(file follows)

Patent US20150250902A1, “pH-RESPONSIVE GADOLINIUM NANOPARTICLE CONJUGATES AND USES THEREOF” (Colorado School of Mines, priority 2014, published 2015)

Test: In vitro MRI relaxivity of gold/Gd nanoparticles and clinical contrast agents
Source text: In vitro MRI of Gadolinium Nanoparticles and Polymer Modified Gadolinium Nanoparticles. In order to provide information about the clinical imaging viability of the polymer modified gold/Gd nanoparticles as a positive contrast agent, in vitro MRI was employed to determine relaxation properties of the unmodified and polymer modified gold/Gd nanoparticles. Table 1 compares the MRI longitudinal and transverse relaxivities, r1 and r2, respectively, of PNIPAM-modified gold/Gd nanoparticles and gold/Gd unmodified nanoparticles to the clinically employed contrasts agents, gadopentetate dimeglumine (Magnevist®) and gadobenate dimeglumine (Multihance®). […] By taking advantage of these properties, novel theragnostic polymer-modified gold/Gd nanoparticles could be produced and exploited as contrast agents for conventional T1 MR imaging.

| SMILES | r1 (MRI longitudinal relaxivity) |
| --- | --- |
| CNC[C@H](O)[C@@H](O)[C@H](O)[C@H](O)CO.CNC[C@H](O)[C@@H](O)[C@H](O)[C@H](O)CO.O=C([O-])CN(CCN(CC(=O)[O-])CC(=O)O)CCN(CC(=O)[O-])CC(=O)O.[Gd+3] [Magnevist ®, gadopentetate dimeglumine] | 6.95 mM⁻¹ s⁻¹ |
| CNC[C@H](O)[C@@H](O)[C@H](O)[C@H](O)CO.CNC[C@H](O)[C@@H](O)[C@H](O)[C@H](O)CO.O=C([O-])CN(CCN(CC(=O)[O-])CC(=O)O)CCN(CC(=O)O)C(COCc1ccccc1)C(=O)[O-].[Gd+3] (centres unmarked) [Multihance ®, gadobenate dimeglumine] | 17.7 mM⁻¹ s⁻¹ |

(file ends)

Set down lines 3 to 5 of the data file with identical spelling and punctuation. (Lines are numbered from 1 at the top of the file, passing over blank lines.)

Source text: In vitro MRI of Gadolinium Nanoparticles and Polymer Modified Gadolinium Nanoparticles. In order to provide information about the clinical imaging viability of the polymer modified gold/Gd nanoparticles as a positive contrast agent, in vitro MRI was employed to determine relaxation properties of the unmodified and polymer modified gold/Gd nanoparticles. Table 1 compares the MRI longitudinal and transverse relaxivities, r1 and r2, respectively, of PNIPAM-modified gold/Gd nanoparticles and gold/Gd unmodified nanoparticles to the clinically employed contrasts agents, gadopentetate dimeglumine (Magnevist®) and gadobenate dimeglumine (Multihance®). […] By taking advantage of these properties, novel theragnostic polymer-modified gold/Gd nanoparticles could be produced and exploited as contrast agents for conventional T1 MR imaging.

| SMILES | r1 (MRI longitudinal relaxivity) |
| --- | --- |